Unlikely Ethiopian-American heroes – By Joe Rodriguez Mercury News
Two years ago, Joseph Zeleke rushed to a crowded hospital in Addis Ababa with a heavy heart, (more…)
Two years ago, Joseph Zeleke rushed to a crowded hospital in Addis Ababa with a heavy heart, and several tons of donated American medical equipment for Ethiopian clinics waiting on the docks.
“The shipment was ready and now it could fall apart,” the Ethiopian immigrant remembered last week. “But I had to get to the hospital for personal reasons.”
Yemegnushal Haile, a nurse who was going to receive the equipment from Zeleke, had just died in the hospital from injuries suffered in an auto accident. This couldn’t be happening, Zeleke thought, saddened by her death and worried that the equipment might never get to the clinic.
The death of his sister Zenbech from breast cancer and AIDS in 2000 at age 45 had shaken him terribly. He put off college to start World Family, a charity based in Milpitas that has delivered over $6 million in medical equipment to Ethiopia. A former importer in that desperately poor country, Zeleke knew he couldn’t let the latest shipment sit idly in storage waiting for thieves or corrupt officials.
As Zeleke gave his condolences to Haile’s husband, a chance meeting would solve the problem and much more. At Haile’s deathbed was her daughter, Emebet Billingham, a model and fashion designer from San Anselmo, an affluent Bay Area town. Before the accident, Billingham was helping her mother raise money in America for orphanages in Ethiopia.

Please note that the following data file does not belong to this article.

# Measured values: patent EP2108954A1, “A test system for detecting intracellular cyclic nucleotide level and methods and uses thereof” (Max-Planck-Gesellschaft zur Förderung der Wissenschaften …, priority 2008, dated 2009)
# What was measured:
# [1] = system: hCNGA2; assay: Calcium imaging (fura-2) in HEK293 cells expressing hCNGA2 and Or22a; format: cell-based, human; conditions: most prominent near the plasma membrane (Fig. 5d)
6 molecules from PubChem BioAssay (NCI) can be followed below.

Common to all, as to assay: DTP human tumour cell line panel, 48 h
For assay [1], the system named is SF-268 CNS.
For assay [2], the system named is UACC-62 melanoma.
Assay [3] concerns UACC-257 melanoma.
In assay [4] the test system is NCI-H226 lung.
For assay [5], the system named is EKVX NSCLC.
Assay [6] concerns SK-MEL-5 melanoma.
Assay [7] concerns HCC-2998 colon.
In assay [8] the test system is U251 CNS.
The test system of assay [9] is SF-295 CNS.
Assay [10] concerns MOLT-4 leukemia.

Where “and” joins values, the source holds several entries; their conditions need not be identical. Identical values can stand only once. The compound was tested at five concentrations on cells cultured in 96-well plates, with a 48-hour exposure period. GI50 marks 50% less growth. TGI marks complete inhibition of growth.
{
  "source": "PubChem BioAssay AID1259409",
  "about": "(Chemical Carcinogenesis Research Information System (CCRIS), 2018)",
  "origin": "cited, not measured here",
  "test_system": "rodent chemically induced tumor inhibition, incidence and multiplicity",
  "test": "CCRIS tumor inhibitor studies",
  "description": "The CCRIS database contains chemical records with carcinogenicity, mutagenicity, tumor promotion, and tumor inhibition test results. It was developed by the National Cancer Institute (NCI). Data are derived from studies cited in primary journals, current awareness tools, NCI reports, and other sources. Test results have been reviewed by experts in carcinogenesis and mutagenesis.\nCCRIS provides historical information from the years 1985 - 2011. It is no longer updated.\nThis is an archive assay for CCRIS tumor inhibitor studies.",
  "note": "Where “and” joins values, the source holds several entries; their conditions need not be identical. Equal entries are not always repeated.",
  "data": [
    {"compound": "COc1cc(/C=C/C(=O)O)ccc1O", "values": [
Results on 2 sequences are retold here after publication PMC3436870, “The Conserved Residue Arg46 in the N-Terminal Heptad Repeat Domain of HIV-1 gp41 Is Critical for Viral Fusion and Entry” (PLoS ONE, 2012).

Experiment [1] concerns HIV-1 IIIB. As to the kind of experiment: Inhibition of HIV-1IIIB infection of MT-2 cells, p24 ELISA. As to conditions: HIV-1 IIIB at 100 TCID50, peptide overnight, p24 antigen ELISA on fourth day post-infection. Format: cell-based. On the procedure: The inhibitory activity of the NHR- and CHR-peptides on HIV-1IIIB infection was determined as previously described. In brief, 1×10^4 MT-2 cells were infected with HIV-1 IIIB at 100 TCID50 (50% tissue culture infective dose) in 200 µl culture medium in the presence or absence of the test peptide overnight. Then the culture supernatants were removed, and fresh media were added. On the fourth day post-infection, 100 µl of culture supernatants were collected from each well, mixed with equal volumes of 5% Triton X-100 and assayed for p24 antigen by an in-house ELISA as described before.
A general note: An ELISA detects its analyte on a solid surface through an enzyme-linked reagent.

|After the funeral, Zeleke and Billingham rode together in a Toyota Landcruiser to the clinic where Billingham’s mother worked, the one set to receive those medical donations now on the dock.. The more they talked, the more they uncovered similarities. They were the same age, now 40. Each has two kids, the eldest born in the same month and year. Each was an immigrant, now driven by the loss of a loved one, to help Ethiopia.|
“Call it a karmic meeting or whatever,” Billingham said at the warehouse in Milpitas. “I think it was our destiny for Joseph and I to meet and, at least for me, to carry on my mother’s work.”Slender and fit, Zeleke has sad eyes and brilliant, white teeth that somehow combine to power his quiet, articulate voice.With a high school education — most Ethiopians never make it that far — he was making a decent living as a fresh-fruit broker in Ethiopia, but he wanted more. He won a lottery visa in 1999 to study in the United States. A year later, his sister died.
“I had no idea she had AIDS or when or where she got it,” he said, speculating that she kept it a secret because it’s a taboo disease in Ethiopian culture. Haunted by her death, Zeleke took a long hard look at his homeland and didn’t like what he saw.
When the World Health Organization surveyed Ethiopia’s medical landscape two years ago, it found only 112 hospitals serving a population of 75 million. There were only 2.6 doctors for every 100,000 people. AIDS was rampant. The country didn’t have a single dental school. Poor Ethiopians were more likely to visit untrained folk healers or tooth-pullers than see the inside of a modern clinic.
But on the bright side, Ethiopia’s government was beginning to build new clinics and hospitals, but lacked the money to equip them adequately. Zeleke saw the opening.